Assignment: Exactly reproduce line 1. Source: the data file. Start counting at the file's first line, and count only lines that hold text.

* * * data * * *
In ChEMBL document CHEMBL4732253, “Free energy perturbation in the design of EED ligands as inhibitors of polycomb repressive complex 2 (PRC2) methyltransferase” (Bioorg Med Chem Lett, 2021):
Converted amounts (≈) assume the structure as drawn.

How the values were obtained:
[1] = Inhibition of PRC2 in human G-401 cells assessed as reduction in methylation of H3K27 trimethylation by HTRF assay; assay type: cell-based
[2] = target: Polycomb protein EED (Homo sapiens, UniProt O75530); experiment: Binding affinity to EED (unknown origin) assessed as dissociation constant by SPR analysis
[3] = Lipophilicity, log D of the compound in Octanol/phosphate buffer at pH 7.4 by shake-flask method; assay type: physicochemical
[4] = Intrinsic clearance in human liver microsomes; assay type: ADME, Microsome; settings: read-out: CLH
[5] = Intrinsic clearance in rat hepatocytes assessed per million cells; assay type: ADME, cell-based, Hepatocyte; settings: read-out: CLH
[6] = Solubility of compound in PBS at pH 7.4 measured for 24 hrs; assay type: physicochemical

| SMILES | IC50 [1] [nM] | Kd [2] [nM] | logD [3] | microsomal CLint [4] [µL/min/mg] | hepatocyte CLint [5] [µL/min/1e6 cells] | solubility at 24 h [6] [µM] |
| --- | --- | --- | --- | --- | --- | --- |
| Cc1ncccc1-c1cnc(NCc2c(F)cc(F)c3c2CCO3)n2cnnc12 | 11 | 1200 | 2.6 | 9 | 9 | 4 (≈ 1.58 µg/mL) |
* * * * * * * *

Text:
In ChEMBL document CHEMBL4732253, “Free energy perturbation in the design of EED ligands as inhibitors of polycomb repressive complex 2 (PRC2) methyltransferase” (Bioorg Med Chem Lett, 2021):